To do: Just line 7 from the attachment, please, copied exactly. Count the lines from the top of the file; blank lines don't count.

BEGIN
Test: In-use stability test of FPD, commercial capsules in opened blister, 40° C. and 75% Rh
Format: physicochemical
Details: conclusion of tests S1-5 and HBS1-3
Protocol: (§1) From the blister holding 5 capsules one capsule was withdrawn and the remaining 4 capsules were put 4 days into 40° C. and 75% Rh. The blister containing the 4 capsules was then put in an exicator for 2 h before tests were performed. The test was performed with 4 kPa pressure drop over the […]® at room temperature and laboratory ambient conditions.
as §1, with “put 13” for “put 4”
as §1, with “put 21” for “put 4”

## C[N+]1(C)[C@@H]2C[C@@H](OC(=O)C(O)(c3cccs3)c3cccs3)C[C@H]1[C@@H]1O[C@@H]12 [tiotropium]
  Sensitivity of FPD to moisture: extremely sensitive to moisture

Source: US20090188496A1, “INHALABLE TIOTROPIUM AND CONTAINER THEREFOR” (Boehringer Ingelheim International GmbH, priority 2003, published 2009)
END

## C[N+]1(C)[C@@H]2C[C@@H](OC(=O)C(O)(c3cccs3)c3cccs3)C[C@H]1[C@@H]1O[C@@H]12 [tiotropium]